EconPapers    
Economics at your fingertips  
 

What’s Gender Got to do with Firm Productivity? Evidence from Firm Level Data in Asia

Steve Gui-Diby, S. Selsah Pasali () and Diana Rodriguez-Wong ()
Additional contact information
S. Selsah Pasali: African Center for Gender, United Nations ECA
Diana Rodriguez-Wong: Social Development Division, ESCAP

No WP/17/01, MPDD Working Paper Series from United Nations Economic and Social Commission for Asia and the Pacific (ESCAP)

Abstract: This paper attempts to shed some light on the relationship between gender, financial constraints and productivity. It uses firm-level data from 23 Asian countries, and models with correction of selection biases. On the basis of an objective measure of financial constraint, this paper finds that the provision of adequate funds by financial institutions is important for productivity but gender is not a significant explanatory factor of productivity and female-owned enterprises are not necessarily more credit-constrained than male-owned enterprises. It is concluded that the impact of gender on productivity is not direct but mostly indirect through key drivers of productivity. The paper thus stresses the need, for governments, to address challenges related to sectoral segregation, gender-based discrimination, uneven time spent on non-productive activities, and transition from informal sector to formal sector as they are related to key drivers of productivity.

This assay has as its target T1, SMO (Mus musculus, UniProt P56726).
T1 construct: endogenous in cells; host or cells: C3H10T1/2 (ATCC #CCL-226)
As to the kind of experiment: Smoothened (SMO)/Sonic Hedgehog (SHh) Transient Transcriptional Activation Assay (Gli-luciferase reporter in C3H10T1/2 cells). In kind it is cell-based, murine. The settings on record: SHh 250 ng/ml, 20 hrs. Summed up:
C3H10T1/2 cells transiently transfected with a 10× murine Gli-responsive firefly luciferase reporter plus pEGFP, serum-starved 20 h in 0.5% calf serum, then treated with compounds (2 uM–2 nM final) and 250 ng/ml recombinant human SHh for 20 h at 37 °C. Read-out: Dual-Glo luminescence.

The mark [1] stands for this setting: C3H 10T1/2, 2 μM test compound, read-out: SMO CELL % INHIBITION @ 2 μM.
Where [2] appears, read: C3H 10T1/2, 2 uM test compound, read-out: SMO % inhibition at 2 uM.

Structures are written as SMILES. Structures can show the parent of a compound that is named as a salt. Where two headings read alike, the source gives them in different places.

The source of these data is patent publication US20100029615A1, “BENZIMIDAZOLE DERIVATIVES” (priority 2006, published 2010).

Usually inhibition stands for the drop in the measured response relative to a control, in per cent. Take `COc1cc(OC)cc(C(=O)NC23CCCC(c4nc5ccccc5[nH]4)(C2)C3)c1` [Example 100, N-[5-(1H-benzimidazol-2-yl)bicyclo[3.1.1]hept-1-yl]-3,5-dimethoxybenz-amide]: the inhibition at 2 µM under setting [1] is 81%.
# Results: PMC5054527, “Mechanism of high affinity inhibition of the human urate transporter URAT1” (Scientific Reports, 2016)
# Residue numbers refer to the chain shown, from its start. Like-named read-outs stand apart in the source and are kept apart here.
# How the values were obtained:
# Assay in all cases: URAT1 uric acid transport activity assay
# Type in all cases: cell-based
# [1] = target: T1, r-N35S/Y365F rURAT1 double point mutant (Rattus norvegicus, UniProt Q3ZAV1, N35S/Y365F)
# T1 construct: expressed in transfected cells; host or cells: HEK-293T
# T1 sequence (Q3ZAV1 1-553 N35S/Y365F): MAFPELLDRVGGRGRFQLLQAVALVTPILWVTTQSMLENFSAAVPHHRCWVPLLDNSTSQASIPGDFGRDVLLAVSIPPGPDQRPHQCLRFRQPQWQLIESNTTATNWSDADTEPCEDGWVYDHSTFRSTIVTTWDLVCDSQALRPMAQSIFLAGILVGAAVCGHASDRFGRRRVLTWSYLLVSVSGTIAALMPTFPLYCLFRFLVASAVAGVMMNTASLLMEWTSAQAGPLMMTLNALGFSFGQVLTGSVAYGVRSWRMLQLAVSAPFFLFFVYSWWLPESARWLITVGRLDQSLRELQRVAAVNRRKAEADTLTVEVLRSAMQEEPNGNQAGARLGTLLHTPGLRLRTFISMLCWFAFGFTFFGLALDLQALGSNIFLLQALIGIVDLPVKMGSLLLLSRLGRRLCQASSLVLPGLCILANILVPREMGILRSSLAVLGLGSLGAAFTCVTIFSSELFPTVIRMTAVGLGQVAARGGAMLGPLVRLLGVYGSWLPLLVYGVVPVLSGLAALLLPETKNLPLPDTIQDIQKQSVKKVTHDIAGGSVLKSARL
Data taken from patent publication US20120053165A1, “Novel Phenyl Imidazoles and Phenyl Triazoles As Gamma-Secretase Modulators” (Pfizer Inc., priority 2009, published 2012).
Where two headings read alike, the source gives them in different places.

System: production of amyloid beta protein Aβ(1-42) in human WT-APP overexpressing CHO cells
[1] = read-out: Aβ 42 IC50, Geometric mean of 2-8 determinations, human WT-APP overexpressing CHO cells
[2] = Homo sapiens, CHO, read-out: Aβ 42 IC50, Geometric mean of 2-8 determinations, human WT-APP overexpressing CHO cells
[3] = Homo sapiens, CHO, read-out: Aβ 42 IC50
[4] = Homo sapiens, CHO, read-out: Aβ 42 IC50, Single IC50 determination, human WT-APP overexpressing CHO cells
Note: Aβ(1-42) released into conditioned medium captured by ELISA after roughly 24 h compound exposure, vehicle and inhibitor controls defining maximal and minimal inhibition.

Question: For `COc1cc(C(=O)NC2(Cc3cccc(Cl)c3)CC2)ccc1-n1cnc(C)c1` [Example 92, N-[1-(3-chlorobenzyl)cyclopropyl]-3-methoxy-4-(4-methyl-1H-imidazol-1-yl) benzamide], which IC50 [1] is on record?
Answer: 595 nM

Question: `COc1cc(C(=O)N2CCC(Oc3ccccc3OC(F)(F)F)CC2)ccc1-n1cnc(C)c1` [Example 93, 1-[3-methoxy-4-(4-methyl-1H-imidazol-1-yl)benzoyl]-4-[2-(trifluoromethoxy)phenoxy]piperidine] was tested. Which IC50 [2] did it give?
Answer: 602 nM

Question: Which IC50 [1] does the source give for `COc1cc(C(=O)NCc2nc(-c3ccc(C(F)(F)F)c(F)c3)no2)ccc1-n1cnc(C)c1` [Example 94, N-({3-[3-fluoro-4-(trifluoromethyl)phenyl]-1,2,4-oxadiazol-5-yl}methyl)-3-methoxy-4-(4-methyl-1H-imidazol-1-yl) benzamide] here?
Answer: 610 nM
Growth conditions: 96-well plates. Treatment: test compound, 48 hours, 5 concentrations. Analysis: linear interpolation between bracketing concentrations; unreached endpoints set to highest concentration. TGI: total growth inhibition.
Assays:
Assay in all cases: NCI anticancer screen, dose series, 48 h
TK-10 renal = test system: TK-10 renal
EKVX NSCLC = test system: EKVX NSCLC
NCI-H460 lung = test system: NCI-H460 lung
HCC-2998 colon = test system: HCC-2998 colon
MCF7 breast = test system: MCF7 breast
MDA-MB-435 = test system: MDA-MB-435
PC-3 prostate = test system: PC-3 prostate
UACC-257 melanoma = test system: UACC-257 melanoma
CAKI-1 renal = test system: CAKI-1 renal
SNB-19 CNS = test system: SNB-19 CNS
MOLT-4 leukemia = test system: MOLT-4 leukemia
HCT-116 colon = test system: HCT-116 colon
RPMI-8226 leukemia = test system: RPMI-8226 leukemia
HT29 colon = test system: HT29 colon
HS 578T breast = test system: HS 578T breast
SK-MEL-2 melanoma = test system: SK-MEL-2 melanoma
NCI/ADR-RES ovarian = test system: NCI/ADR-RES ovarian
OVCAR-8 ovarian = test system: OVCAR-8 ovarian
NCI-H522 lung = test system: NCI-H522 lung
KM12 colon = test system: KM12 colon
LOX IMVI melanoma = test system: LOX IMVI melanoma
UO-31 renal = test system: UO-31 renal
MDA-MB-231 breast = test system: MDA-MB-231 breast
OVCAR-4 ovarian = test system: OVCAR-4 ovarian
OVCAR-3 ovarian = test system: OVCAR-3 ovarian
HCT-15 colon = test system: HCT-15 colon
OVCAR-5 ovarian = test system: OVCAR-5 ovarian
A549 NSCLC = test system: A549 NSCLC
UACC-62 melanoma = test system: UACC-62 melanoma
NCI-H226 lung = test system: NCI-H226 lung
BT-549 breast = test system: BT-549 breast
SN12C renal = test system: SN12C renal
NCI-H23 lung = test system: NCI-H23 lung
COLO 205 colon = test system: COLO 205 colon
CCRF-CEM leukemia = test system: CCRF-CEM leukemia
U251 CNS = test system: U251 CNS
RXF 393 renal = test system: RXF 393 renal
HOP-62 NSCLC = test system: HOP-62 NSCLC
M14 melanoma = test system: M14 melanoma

Keywords: firm performance; gender equality; women’s economic empowerment; productivity; entrepreneurship; financial constraints; fixed effects estimator (search for similar items in EconPapers)
JEL-codes: J16 L25 L26 (search for similar items in EconPapers)
Date: 2017-02
References: View references in EconPapers View complete reference list from CitEc
Citations: Track citations by RSS feed

Downloads: (external link)
http://www.unescap.org/sites/default/files/publica ... d%20Productivity.pdf

Related works:
This item may be available elsewhere in EconPapers: Search for items with the same title.

Export reference: BibTeX RIS (EndNote, ProCite, RefMan) HTML/Text

Persistent link: https://EconPapers.repec.org/RePEc:unt:wpmpdd:wp/17/01

Access Statistics for this paper

More papers in MPDD Working Paper Series from United Nations Economic and Social Commission for Asia and the Pacific (ESCAP) Contact information at EDIRC.
Bibliographic data for series maintained by Macroeconomic Policy and Development Division, ESCAP ().

 
Page updated 2019-07-21
Handle: RePEc:unt:wpmpdd:wp/17/01